Pair in court on harassment charges as part of Temple Fortune rabbi probe

Rabbi Chaim Halpern. Picture: The Jewish Chronicle.

Rabbi Chaim Halpern. Picture: The Jewish Chronicle. - Credit: Archant

Two men will appear in court charged with harassment in relation to police investigations into a Temple Fortune rabbi.

Samuel Erlanger, 37, and Shlomo Feldman, 28, will appear in court next month facing harassment charges as part of ongoing investigations into orthodox rabbi Chaim Halpern, 54, leader of Divrei Chaim Synagogue in Bridge Lane, Temple Fortune.

The pair were arrested in January on suspicion of harassment via telephone.

Mr Erlanger, of Powis Gardens, Golders Green, faces one charge of harassment without violence in relation to incidents alleged to have taken place between December 25 last year and January 23 this year.

He has been bailed to appear at Hendon Magistrates’ Court on May 2.

Mr Feldman, of Lynmouth Road, Stamford Hill, faces three charges of harassment without violence. He will appear at the same court on May 15.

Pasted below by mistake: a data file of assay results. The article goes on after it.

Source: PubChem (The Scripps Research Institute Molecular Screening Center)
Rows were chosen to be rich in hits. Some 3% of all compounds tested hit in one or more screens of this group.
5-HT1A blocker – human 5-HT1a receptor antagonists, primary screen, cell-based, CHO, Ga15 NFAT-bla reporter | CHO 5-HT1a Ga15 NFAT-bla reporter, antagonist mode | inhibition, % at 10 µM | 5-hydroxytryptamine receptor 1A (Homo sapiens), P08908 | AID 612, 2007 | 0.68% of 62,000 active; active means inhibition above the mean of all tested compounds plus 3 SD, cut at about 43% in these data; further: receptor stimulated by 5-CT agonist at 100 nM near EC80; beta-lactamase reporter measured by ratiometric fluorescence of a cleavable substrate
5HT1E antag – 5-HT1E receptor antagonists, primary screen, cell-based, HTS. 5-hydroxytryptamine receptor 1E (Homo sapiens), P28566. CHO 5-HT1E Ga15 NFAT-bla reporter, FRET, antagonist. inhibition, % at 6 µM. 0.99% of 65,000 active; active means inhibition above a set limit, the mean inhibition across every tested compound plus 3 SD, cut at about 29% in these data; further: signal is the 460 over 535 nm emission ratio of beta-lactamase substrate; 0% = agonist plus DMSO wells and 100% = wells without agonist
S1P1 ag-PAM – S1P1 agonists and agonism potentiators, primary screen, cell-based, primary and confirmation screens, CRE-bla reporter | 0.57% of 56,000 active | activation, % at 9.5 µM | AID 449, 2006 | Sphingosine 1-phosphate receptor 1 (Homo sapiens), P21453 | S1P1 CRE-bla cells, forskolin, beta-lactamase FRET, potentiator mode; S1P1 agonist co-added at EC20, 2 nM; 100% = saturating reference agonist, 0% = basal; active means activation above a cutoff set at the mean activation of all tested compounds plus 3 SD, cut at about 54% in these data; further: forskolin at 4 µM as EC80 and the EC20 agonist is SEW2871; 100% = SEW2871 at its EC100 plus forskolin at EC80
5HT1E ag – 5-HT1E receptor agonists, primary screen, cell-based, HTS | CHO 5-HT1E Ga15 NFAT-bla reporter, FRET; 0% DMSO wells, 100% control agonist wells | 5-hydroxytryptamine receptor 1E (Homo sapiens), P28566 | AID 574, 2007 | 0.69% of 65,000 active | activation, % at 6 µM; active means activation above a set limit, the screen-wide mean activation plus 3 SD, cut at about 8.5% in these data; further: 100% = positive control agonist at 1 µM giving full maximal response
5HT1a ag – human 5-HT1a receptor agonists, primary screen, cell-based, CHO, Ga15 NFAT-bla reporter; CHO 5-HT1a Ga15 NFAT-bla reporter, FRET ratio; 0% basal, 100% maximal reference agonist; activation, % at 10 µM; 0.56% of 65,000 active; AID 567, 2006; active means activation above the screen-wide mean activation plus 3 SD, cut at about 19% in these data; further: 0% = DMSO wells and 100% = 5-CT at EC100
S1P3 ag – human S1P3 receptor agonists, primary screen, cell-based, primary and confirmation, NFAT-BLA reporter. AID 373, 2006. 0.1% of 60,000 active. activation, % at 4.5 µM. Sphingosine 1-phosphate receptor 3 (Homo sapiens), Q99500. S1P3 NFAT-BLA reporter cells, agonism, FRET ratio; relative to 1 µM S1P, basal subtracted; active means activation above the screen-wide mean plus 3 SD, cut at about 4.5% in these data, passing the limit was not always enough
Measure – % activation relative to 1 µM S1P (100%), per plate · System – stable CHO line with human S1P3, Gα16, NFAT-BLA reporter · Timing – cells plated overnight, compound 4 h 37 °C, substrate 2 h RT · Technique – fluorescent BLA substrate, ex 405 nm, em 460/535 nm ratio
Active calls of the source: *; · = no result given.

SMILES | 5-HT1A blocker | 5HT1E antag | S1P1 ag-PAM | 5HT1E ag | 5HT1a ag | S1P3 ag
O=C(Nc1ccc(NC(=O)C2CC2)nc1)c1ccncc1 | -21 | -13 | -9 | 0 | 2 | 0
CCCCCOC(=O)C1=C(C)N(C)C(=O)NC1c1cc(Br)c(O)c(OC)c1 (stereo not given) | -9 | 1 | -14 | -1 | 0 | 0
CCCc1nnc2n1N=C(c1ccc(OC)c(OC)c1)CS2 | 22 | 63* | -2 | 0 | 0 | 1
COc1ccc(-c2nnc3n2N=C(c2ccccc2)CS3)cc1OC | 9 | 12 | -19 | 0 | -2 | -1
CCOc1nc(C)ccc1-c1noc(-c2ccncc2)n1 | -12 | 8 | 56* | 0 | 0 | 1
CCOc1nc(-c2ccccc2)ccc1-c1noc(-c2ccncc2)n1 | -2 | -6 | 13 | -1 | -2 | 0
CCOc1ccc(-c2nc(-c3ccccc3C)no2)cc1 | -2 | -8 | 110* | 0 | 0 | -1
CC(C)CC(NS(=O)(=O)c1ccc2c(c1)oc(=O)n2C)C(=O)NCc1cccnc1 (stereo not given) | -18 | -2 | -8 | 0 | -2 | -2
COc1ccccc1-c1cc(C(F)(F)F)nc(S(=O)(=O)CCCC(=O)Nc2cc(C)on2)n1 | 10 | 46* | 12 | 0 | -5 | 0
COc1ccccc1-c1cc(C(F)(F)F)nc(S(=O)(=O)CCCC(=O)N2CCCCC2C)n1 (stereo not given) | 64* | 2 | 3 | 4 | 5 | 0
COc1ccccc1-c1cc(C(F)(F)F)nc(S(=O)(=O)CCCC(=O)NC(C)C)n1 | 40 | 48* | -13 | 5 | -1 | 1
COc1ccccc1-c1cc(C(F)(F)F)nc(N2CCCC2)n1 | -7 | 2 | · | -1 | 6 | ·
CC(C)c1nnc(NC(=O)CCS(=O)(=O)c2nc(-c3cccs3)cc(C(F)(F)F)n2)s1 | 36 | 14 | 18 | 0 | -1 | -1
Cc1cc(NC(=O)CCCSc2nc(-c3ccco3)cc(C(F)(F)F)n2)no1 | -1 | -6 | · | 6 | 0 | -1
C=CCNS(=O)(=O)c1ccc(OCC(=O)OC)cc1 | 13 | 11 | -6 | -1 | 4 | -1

Rabbi Halpern was arrested and questioned in February on suspicion of sexual assault and perverting the course of justice.

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Police also arrested three other men, aged 62, 64, and 25, at addresses in Barnet on suspicion of perverting the course of justice in relation to Rabbi Halpern’s arrest.

They were all taken into custody at a north London police station and bailed, pending further enquiries.

Rabbi Halpern is due to return to police in July, while the other three men will return to a north London police station in late May.

The arrests follow an investigation by the Sapphire Unit at Barnet Police into claims of sexual assault.

In February, in a separate case, Rabbi Halpern won a High Court ruling forcing Google to divulge the identities of bloggers who posted disparaging comments about him on a blog site.

The rabbi claimed he was defamed by a blogger who goes under the pseudonym “Ifyoutickleus” and several others who posted comments on the Google-hosted blog.

Mrs Justice Gloster, sitting at London’s High Court on February 8, ordered Google to hand over the identities of those who made the comments to the rabbi’s lawyers.